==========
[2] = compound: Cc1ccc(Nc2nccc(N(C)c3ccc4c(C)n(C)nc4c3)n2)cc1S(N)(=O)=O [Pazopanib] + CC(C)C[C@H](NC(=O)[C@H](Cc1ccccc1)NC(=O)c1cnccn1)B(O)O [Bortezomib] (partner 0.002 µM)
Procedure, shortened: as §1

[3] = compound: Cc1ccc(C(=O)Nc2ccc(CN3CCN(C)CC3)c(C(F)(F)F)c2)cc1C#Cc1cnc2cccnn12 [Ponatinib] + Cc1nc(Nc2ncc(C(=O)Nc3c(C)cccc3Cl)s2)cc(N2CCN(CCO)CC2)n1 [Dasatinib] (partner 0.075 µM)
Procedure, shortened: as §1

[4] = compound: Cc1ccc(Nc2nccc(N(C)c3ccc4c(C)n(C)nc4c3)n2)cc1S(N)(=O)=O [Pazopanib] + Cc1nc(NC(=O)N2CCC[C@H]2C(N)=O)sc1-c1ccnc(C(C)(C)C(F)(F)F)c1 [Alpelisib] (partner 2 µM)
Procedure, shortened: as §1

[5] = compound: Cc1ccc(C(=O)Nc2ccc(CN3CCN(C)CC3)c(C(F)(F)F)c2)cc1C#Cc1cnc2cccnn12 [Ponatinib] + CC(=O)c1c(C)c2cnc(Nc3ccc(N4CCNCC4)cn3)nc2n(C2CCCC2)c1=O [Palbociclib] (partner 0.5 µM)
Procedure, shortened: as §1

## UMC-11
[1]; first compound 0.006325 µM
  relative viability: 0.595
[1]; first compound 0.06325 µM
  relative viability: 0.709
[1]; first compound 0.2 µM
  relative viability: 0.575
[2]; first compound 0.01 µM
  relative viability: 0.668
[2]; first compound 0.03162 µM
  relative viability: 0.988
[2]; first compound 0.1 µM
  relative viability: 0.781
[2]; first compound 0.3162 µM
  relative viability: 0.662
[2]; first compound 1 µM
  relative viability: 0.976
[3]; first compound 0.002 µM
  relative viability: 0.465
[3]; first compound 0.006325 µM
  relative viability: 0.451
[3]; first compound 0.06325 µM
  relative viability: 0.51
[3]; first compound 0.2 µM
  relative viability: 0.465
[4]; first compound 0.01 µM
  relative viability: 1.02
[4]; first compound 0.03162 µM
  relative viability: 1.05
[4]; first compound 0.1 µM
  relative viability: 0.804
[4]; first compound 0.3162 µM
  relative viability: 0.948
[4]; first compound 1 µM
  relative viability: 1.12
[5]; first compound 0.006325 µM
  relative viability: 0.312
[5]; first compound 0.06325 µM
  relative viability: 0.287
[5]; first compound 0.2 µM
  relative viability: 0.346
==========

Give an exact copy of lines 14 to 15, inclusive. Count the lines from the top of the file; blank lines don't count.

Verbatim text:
[1]; first compound 0.2 µM
  relative viability: 0.575